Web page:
Measuring FTL Travel For Fictional Worlds

SF, space opera, SF romance
cover copyright Christie Meierz

Welcome to our weekly guest blog for science fiction authors, Geek Speaks…Fiction, where writers geek out about what makes them happy.

Space opera fans, we’ve got a treat for you this week! Christie Meierz is the award winning, best selling author of the Tolari Cycle, novels of intrigue, suspense, and romance set in the future amongst the stars. Today, she joins us to tell us what made her geek out while writing her new release, Farryn’s War, the first book in a new series!

She will also be hosting a Facebook release party for Farryn’s War on Thursday, September 24. GeekMoms Corrina Lawson and Fran Wilde will be guests, and books and other prizes will be up for grabs. 

I’ve been an astronomy geek since the age of seven, when my mother bought a coffee table book on astronomy with a big color picture of the Orion nebula on the dust jacket. I picked it up for the pictures… and stayed for the math. I had just learned multiplication and division, and somehow never learned that girls aren’t supposed to be good at math. I spent a very happy afternoon working out the distances from the sun to each of the planets. In light-minutes. And light-hours.

Yeah, I’m a geek.

A half century later, my latest book, Farryn’s War, required me to know the distances between Beta Hydri (Tolar), Tau Ceti (Britannia and Tau Ceti Station), 61 Cygni (Far India), and our sun, Sol, so I could work out travel times, given my Sooper Sekrit interstellar velocities.

Here’s a secret I will share, though: when I was writing The Marann, I thought the military speed I’d chosen was Warp 6. I was wrong, it turns out (always triple-check information you gather from the internet!), and Earth Fleet ships actually travel much faster than that, but it’s set in the canon now.

There are sites on the internet that tell you these distances. Do I use those sites? Well… sorta. You’ll get a manageable number of results if you ask the Internet Stellar Database to list the stars within about 25 light years of Beta Hydri, for example, and that covers most of the territory I write about.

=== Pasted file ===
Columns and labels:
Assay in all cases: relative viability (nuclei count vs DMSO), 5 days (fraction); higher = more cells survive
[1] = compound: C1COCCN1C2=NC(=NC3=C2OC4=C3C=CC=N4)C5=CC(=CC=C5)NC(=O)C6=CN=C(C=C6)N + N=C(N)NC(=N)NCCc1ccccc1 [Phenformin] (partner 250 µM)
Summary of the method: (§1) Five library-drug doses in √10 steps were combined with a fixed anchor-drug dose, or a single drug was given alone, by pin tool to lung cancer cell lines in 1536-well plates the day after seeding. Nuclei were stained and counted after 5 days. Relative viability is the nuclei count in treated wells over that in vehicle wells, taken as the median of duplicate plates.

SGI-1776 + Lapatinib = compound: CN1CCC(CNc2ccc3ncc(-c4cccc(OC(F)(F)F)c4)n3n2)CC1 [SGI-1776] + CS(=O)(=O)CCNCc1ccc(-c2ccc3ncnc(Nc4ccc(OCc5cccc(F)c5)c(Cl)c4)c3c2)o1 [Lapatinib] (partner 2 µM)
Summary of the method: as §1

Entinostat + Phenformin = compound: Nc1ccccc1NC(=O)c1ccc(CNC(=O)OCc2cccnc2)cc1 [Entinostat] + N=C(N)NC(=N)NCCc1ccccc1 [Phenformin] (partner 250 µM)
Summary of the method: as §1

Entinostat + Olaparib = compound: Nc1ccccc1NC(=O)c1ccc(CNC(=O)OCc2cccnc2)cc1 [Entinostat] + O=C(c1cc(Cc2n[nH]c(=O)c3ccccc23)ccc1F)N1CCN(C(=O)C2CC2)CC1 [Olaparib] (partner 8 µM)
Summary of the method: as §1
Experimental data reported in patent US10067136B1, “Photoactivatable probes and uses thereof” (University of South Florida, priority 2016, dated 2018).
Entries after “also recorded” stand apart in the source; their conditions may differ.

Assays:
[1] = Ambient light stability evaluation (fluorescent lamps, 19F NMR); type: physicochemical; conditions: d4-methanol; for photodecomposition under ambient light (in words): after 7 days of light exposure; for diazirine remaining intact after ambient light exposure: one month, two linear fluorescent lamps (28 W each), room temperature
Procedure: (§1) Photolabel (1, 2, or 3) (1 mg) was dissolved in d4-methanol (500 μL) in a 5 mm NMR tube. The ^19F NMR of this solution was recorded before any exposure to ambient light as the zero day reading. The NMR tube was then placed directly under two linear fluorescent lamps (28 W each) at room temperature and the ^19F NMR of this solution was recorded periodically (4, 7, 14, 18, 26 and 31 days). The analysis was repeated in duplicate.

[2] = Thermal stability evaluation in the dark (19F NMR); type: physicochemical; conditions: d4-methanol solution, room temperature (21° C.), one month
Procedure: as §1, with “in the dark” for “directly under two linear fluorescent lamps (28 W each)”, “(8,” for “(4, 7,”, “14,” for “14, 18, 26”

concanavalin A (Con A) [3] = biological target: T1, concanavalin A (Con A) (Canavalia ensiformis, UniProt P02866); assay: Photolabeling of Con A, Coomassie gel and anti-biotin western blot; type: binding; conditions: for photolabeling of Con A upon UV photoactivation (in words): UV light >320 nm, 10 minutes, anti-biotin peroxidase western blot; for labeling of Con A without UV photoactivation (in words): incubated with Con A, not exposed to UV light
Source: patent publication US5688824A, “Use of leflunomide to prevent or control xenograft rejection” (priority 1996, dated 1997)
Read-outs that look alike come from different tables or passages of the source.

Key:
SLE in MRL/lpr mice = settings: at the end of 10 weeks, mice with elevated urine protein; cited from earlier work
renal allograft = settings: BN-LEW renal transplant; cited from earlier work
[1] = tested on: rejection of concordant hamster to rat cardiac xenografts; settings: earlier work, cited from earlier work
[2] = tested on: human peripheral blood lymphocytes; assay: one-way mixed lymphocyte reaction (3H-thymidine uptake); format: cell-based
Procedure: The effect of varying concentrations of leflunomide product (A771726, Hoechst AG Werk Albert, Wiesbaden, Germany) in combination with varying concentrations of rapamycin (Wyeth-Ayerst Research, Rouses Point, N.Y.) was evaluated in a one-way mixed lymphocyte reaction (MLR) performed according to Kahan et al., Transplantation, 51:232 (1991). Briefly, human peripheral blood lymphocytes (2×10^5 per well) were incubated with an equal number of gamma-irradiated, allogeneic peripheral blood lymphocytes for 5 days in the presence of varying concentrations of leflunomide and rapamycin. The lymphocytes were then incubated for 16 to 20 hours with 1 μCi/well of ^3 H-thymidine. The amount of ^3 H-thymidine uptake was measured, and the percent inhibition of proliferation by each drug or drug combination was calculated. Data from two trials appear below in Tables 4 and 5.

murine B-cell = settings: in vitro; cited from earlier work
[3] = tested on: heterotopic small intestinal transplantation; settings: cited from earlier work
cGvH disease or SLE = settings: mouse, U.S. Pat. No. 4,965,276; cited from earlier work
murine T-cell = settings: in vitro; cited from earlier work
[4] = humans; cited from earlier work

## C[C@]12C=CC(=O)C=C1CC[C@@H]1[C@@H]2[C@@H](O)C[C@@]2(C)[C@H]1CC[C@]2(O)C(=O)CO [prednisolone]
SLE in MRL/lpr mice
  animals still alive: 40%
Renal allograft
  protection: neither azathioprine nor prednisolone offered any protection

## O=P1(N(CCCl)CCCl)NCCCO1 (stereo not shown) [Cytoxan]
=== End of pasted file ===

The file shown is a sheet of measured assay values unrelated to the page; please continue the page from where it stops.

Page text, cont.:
I still like to look up the galactic coordinates of the stars in question, though, and plug those numbers into the Pythagorean Theorem, and then figure out if a fast ship starts from here and a slow ship starts from there, which ship gets to a particular destination first, and how far ahead of the other–

I geek out just from describing what geeks me out. Where’s a chalkboard when you need one?

Of course, in the way of these things, what you see in the novel itself is just the tip of the research iceberg–and that’s as it should be. After all, Farryn’s War is a novel, not an astronomy textbook. Hours of playing with numbers gets distilled into a dark mutter about slow, low-bid starship engines, or a boring shuttle ride.
I sure had fun, though!

For the interested, here’s the shortlist of the sites I use most:

Internet Stellar Database (http://www.stellar-database.com/) This page can distract me for hours, despite its plaintext look and feel. Everything you need to know about all the interesting stars within 75 light-years of Earth, including where the star’s habitable zone would be, if any.

Wikipedia’s List
This is a goldmine, in the form of a table. Planets most likely to be Earthlike have helpful green labels under the hClass column.

NASA Exoplanet Archive
Really hardcore, but everything is here. Everything.

Note that Beta Hydri, the star of the Tolari homeworld, isn’t on either of those exoplanet lists. That’s because Tolar…
…has been terraformed.

Which is all, my loves, that I will currently say about that!

You can find out more about Christie Meierz’s galactic stories at her website,

Writer, Mom, Geek and Superhero. though usually not all four on the same day. Author of the award-winning Phoenix Institute Superhero series and the steampunk novel, The Curse of the Brimstone Contract.